Steve Wallis visited Ukraine for the first time in September 2021 and fell in love with the country. Having retired the year before, at 60, from his job as the director of finance for a south London academy, Wallis was keen to spend his newfound free time travelling the world.

“As a child, I only ever went to the same holiday camp on the Isle of Wight, so as I got older I wanted to explore,” he says. “I’ve hiked to the Everest base camp, taken the Trans-Siberian Express and canoed across Scotland, but Ukraine really stuck with me. It has beautiful scenery, warm people and a real sense of hope throughout the country.”

Five months after his trip, Russia invaded and normal life in Ukraine was put on hold. Around the same time, Wallis was diagnosed with skin cancer; he spent most of 2022 undergoing immunotherapy treatment while watching the war unfold on the news. “My diagnosis made me appreciate life more and gave me a new drive to help others,” he says. “I knew that, as soon as my health got better, I wanted to return to Ukraine. It felt like I needed to make my retirement about giving back to others.”

By February 2023, with his health improving, Wallis travelled to the Poland-Ukraine border to volunteer with the US charity All Hands and Hearts, helping to renovate a disused hospital so it could be used by refugee women and children. Despite having no construction knowledge other than basic home DIY, Wallis installed a communal kitchen and painted the rooms to make them more welcoming. “It was hard but happy work and we ended up expanding the capacity from 100 to 500,” he says. “It was very moving to witness all these people who had been so suddenly uprooted arrive. Although what I was offering to them felt like very little, it was humbling to see that, cumulatively, it meant something.”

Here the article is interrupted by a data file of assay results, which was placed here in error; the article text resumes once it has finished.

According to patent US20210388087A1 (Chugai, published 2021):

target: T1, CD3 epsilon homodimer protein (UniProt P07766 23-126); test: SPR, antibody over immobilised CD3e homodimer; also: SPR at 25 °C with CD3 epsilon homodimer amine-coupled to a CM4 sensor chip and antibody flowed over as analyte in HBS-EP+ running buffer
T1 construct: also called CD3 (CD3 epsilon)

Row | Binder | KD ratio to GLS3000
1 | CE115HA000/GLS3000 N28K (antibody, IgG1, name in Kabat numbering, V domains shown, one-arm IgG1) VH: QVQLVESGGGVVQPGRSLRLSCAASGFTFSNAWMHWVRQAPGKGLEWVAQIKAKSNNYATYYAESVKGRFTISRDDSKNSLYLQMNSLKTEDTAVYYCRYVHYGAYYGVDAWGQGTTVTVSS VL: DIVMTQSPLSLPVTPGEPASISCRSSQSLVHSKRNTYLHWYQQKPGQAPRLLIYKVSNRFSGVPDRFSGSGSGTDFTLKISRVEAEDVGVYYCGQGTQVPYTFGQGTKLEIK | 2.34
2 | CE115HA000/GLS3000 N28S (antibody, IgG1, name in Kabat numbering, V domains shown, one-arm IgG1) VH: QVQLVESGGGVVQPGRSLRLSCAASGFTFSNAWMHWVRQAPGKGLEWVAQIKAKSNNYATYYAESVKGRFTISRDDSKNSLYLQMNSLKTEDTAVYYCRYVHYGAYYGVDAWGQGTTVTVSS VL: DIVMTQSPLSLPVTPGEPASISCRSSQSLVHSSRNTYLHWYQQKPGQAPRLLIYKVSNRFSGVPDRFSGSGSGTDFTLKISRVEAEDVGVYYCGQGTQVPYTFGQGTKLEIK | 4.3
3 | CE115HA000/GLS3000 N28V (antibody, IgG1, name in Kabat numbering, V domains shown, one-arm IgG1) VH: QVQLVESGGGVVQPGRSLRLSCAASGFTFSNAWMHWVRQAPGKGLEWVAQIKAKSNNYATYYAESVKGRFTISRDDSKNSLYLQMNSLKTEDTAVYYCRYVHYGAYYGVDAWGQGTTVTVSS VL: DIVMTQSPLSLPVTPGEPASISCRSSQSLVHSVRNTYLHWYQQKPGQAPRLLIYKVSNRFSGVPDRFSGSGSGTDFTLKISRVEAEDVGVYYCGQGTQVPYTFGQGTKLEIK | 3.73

Wallis in Ukraine last year.

Wallis returned home to London and in May 2023 he was given a positive cancer prognosis. He immediately began planning his next volunteering trip. In the meantime, he signed up to drive deliveries to food banks for the Felix Project. By October, Wallis had flown to Krakow, taken a train to the Polish border and crossed via another train into Ukraine. He was back in Lviv for the first time since the war had begun.

“My February trip was to Poland, so there was no real danger from the war, but in Lviv you saw injured men back from the front, you heard the air raid sirens and you noticed how tired everyone was,” he says. “Everyone knew someone fighting at the front. While they were all trying to get on as normal, you could feel that they were each fighting for their survival.”

In Lviv, Wallis was stationed at a volunteer kitchen that sent ration packs to the frontline to give soldiers a taste of home. He put in 10-hour shifts peeling mountains of vegetables and in the evenings helped fix camouflage netting to buildings.

Wallis became friendly with other volunteers and local people. “You meet some real characters doing this work, like the Ukrainian woman I befriended on the overnight train to Kyiv,” he says. “She told me how she had to abandon her home when the war started and how she was now working as a lawyer for the UN. We became friends and still keep in touch online.”

Wallis at Dalyan dog rescue in south-west Turkey.

When it was time to leave, in December, Wallis had become such a fixture of the kitchen that the local cooks gave him parting speeches and gifts. “It’s given me a huge sense of purpose to be able to go out and help,” he says. “All my life, I’ve done office jobs where you’re removed from what’s actually going on. When you do something like make a meal or help construct a building, the satisfaction in knowing it will benefit someone is immense.”

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Now 64, Wallis plans to keep returning to Ukraine to contribute to the war effort as long as his health allows, as well as to pursue his other passion – animal welfare – by helping out in dog sanctuaries in the UK and beyond.

“Everyone should try their hand at volunteering, since you get back as much as you put in,” he says. “This is what I will be doing for the rest of my life.”

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